This is a talk on Zoom about my new book, Let’s Ask Marion.
6:30 at the Jewish Community Center. Information and registration (required for Zoom link) here.
The British government is serious about reducing sugars, especially in the diets of children. Its agency, Public Health England (PHE), has been hard at work for several years.
In 2014, it issued a report announcing plans for initiatives to reduce overall sugar intake: Sugar Reduction: Responding to the Challenge.
In 2015, its report provided evidence for why eating less sugar is necesssary: Sugar Reduction: The Evidence for Action.
The Scientific Advisory Committee on Nutrition (SACN) has concluded that the recommended average population maximum intake of sugar should be halved: it should not exceed 5% of total dietary energy. SACN also recommended that consumption of sugar sweetened drinks should be minimized by both adults and children. By meeting these recommendations within 10 years we would not only improve an individual’s quality of life but could save the NHS, based on a conservative assessment, around £500 m every year.
In 2016, a different agency of the UK government issued a plan for action to reduce childhood obesity. Among other recommendations, the plan called for taxes on soft drinks, but it also challenged the food and beverage industries to reduce sugars in products aimed at children by at least 20% by 2020, including a 5% reduction in the first year. It said companies could do this by reducing sugar levels in products, reducing portion size, or shifting purchases to lower sugar alternatives.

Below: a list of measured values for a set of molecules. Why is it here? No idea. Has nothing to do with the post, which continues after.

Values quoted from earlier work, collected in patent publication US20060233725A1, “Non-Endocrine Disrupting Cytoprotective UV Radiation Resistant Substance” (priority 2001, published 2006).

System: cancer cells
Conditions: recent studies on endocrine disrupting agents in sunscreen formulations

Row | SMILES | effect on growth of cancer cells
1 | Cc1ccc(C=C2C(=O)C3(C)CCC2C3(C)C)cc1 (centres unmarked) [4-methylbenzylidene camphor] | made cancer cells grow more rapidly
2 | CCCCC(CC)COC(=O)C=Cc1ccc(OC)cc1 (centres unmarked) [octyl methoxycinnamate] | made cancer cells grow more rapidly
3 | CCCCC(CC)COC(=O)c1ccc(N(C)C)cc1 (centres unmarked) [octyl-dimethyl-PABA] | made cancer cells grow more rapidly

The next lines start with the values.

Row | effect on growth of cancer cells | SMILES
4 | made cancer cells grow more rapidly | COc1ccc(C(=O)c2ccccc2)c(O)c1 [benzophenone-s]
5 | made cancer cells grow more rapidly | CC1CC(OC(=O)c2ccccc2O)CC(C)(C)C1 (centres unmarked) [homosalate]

In 2017, Public Health England set targets: Sugar Reduction: Achieving the 20%.
The role for Public Health England (PHE) is to advise government on setting the sugar reduction guidelines per 100 g of product and the calorie or portion size guidelines for specific single serving products. PHE is committed to publishing the category-specific guidelines for the nine initial categories of food in March 2017 and this report fulfills that commitment.
The guidelines are quite precise:
The good news: everyone has to do this so it will be an across-the-board reduction.
The not-so-good news: the reports say not one word about enforcement.
Public Health England plans follow-up reports. Stay tuned.